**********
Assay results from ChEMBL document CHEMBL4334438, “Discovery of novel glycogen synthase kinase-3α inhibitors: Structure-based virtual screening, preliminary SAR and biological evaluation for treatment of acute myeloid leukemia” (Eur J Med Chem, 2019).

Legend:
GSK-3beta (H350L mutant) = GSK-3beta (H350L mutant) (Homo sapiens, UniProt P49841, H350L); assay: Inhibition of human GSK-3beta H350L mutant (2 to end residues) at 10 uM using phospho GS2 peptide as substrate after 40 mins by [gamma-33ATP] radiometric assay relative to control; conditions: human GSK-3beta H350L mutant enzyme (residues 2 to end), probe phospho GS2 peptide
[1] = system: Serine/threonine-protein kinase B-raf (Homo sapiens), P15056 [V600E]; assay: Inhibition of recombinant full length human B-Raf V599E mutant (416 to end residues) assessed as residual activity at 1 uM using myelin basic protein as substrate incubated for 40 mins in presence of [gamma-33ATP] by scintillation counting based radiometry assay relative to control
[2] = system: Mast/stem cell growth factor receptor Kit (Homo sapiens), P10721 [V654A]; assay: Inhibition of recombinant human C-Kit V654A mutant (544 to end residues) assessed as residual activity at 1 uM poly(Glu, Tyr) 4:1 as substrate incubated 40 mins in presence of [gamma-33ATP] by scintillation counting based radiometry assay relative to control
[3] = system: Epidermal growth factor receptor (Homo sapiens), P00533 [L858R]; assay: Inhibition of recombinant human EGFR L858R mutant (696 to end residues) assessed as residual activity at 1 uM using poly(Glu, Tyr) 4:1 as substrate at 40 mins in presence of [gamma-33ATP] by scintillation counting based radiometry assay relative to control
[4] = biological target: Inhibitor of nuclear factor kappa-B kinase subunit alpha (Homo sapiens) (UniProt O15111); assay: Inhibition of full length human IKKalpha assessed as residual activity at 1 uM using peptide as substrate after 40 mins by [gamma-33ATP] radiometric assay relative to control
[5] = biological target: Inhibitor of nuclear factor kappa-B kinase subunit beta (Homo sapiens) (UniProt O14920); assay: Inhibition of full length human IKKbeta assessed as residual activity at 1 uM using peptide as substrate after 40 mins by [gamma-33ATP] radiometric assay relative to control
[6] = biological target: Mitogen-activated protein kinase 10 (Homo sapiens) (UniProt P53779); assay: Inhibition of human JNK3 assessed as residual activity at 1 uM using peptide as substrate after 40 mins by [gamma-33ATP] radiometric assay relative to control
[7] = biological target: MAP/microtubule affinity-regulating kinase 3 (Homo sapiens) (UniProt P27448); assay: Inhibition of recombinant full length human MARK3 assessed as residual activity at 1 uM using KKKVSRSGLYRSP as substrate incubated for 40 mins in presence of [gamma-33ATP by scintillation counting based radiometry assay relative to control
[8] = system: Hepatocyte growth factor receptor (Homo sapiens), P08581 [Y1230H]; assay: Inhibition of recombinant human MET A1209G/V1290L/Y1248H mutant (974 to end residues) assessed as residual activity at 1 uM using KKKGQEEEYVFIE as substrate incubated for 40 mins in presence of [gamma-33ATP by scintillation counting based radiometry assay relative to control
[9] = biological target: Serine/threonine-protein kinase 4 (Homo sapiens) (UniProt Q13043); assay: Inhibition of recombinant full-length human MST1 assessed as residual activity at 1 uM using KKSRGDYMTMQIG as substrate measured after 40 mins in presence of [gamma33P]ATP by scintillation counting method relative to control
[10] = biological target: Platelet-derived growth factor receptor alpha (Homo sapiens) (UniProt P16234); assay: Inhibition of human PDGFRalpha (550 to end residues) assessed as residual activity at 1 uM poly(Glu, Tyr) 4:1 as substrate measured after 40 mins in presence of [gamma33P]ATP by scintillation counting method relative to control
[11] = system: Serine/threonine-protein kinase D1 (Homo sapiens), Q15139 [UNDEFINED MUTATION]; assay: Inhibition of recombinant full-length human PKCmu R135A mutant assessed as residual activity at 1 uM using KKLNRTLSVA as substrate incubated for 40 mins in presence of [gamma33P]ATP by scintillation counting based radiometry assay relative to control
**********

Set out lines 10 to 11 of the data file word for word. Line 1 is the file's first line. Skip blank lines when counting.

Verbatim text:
[7] = biological target: MAP/microtubule affinity-regulating kinase 3 (Homo sapiens) (UniProt P27448); assay: Inhibition of recombinant full length human MARK3 assessed as residual activity at 1 uM using KKKVSRSGLYRSP as substrate incubated for 40 mins in presence of [gamma-33ATP by scintillation counting based radiometry assay relative to control
[8] = system: Hepatocyte growth factor receptor (Homo sapiens), P08581 [Y1230H]; assay: Inhibition of recombinant human MET A1209G/V1290L/Y1248H mutant (974 to end residues) assessed as residual activity at 1 uM using KKKGQEEEYVFIE as substrate incubated for 40 mins in presence of [gamma-33ATP by scintillation counting based radiometry assay relative to control